The country lies in an active earthquake zone and is prone to violent seismic activity. Almost half the land is forested, with tropical rainforests in the cast. Ecuador straddles the Equator. Its climate varies from tropical in the lowlands to temperate in the highlands. It has a developing economy based primarily on services, followed by manufacturing and agriculture. Principal exports include crude petroleum, bananas, and shellfish. It is a republic with one legislative house; its head of state and government is the president. What is now Ecuador was conquered by the INCAS in 1450 and came under Spanish control in 1534.
Under the Spaniards it was a part of the Viceroyalty of Peru until 1740, when it became a part of the Viceroyalty of New Granada. It gained its independence from Spain in 1822 as part of the republic of GRAN COLOMBIA and in 1830 became a sovereign state. A succession of authoritarian governments ruled into the mid-20th century, and the military played a prominent role in politics. Border disputes led to war with Peru in 1941; conflicts with
that country continued periodically until a final demarcation of the border in 1998. The economy thrived during the 1970s due to large profits from petroleum exports but was depressed in the 1980s because of lower oil prices. In the 1990s social unrest caused political instability and several changes in the presidency.
In a controversial move to help stabilize the economy, the U.S. dollar replaced the sucre as the national currency in 2000.
Lying along the equator with Peru to the south and Colombia to the north, Ecuador is a country both blessed and cursed by Mother Nature. Its blessing is an amazingly Varied geography that helps give Ecuador ,ome Of the greatest biodiversity on earth. But this astounding landscape is due to the shifting tectonic plates upon which Ecuador sets, and when they're feeling capricious, the country gets rocked by earthquakes and volcanic eruptions.
Luckily, this doesn't happen often, and travelers will appreciate the positive results of nature's volatility, as one can venture from white sand beaches to Andean summits i . n one day and visit the rain forest the next (all by bus!). Add to this the Gal& pagos Islands, 1000krn off the coast, and it's surprising every adventurous soul among us isn't roaming around Ecuador.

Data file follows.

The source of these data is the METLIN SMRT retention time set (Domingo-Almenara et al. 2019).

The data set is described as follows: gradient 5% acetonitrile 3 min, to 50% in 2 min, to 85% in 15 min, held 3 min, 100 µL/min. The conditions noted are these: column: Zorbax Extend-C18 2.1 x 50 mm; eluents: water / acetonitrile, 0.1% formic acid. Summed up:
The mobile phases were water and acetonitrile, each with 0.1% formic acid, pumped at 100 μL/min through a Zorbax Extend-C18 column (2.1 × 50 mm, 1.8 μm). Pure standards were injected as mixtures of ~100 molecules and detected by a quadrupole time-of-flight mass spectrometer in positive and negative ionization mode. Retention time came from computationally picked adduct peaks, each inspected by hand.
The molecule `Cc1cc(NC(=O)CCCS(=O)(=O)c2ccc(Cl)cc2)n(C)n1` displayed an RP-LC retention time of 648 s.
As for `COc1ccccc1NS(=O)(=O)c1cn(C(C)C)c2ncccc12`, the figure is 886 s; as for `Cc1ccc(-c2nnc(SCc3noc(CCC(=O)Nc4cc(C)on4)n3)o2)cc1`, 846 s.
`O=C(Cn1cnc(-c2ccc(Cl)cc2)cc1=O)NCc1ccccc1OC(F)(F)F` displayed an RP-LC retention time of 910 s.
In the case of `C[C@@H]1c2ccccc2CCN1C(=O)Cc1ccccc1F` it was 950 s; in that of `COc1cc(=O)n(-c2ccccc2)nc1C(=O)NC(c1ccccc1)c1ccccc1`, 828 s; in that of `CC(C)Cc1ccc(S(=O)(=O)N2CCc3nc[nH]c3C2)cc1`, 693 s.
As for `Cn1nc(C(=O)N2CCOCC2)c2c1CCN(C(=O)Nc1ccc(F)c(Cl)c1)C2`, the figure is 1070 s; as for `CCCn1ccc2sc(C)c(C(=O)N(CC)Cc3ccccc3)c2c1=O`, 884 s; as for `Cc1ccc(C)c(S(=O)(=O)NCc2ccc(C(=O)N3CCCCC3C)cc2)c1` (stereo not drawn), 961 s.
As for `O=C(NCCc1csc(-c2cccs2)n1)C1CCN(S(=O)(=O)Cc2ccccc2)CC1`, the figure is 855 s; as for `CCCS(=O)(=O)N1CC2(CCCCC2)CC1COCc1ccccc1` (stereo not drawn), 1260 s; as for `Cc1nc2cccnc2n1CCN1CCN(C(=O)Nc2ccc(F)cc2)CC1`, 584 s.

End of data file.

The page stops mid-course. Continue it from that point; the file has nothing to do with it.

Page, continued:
Though small, Ecuador has many more plant and animal species than do much larger countries. Acre for acre, Ecuador is one of the most species rich countries on the globe. For example, the country holds more than 20,000 plant species, with new ones discovered every year. In comparison, there are only 17,000 plant species on the entire North American continent. Scientists have long realized that the tropics harbor many more species than do more temperate regions, but the reasons for this are still a matter of debate and research. The most commonly held belief is that the tropics acted as a refuge for plants and animals during the many ice ages affecting more temperate regions; the much longer and relatively stable climatic history of the tropics has enabled more speciation to occur.
Another reason for Ecuador's biodiversity is simply that the country holds a great number of habitat types. Obviously, the Andes will support very different species from the tropical rain forests, and when intermediate biomes and the coastal areas are included, the result is a wealth of different ecosystems and wildlife. Ecologists consider Ecuador to be one of the world's 'megadiversity hot spots.' This has attracted increasing numbers of nature lovers from the world over.
Bird watchers enjoy Ecuador because of of the great number of bird species recorded here some 1500, or about twice the number found in any one of the continents of North America, Europe or Australia. New species are often added to the list. But Ecuador isn't just for the birds: Some 300 mammal species have been recorded, from monkeys in the Amazonian lowlands to the rare Andean spectacled bear in the high lands. Bats represent the most diverse mammalian order, with well over 100 species resident in Ecuador
Sumaco Napo Galeras